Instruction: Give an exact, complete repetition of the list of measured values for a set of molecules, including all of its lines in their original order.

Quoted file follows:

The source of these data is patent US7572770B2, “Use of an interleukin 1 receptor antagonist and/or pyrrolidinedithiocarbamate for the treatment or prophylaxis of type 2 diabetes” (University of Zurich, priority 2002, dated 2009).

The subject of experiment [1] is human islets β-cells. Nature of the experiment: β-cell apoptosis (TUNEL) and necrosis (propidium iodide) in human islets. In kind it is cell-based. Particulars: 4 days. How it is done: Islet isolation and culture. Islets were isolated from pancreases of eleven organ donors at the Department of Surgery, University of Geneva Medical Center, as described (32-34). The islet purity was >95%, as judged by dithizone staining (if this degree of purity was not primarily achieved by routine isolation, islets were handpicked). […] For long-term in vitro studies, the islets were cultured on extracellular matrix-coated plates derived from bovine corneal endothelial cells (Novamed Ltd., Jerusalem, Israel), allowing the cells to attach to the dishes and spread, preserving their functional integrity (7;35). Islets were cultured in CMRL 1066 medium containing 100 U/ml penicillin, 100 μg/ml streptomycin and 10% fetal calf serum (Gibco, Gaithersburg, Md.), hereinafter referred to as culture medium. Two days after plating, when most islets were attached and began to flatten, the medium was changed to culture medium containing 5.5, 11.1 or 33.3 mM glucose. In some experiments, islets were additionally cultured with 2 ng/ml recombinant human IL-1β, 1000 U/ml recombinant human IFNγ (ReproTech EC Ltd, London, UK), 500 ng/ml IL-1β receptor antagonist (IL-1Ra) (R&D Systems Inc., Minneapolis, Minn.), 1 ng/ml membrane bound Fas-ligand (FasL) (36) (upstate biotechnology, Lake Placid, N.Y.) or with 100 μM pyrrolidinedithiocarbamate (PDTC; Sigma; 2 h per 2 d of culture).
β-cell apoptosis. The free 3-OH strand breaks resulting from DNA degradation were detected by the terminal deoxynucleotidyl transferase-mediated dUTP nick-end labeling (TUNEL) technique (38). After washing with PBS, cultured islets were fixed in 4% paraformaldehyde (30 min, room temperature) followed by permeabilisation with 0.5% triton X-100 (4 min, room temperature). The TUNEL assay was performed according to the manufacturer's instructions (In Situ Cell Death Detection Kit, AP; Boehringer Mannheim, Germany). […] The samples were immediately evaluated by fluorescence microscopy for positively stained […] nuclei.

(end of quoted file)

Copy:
The source of these data is patent US7572770B2, “Use of an interleukin 1 receptor antagonist and/or pyrrolidinedithiocarbamate for the treatment or prophylaxis of type 2 diabetes” (University of Zurich, priority 2002, dated 2009).

The subject of experiment [1] is human islets β-cells. Nature of the experiment: β-cell apoptosis (TUNEL) and necrosis (propidium iodide) in human islets. In kind it is cell-based. Particulars: 4 days. How it is done: Islet isolation and culture. Islets were isolated from pancreases of eleven organ donors at the Department of Surgery, University of Geneva Medical Center, as described (32-34). The islet purity was >95%, as judged by dithizone staining (if this degree of purity was not primarily achieved by routine isolation, islets were handpicked). […] For long-term in vitro studies, the islets were cultured on extracellular matrix-coated plates derived from bovine corneal endothelial cells (Novamed Ltd., Jerusalem, Israel), allowing the cells to attach to the dishes and spread, preserving their functional integrity (7;35). Islets were cultured in CMRL 1066 medium containing 100 U/ml penicillin, 100 μg/ml streptomycin and 10% fetal calf serum (Gibco, Gaithersburg, Md.), hereinafter referred to as culture medium. Two days after plating, when most islets were attached and began to flatten, the medium was changed to culture medium containing 5.5, 11.1 or 33.3 mM glucose. In some experiments, islets were additionally cultured with 2 ng/ml recombinant human IL-1β, 1000 U/ml recombinant human IFNγ (ReproTech EC Ltd, London, UK), 500 ng/ml IL-1β receptor antagonist (IL-1Ra) (R&D Systems Inc., Minneapolis, Minn.), 1 ng/ml membrane bound Fas-ligand (FasL) (36) (upstate biotechnology, Lake Placid, N.Y.) or with 100 μM pyrrolidinedithiocarbamate (PDTC; Sigma; 2 h per 2 d of culture).
β-cell apoptosis. The free 3-OH strand breaks resulting from DNA degradation were detected by the terminal deoxynucleotidyl transferase-mediated dUTP nick-end labeling (TUNEL) technique (38). After washing with PBS, cultured islets were fixed in 4% paraformaldehyde (30 min, room temperature) followed by permeabilisation with 0.5% triton X-100 (4 min, room temperature). The TUNEL assay was performed according to the manufacturer's instructions (In Situ Cell Death Detection Kit, AP; Boehringer Mannheim, Germany). […] The samples were immediately evaluated by fluorescence microscopy for positively stained […] nuclei.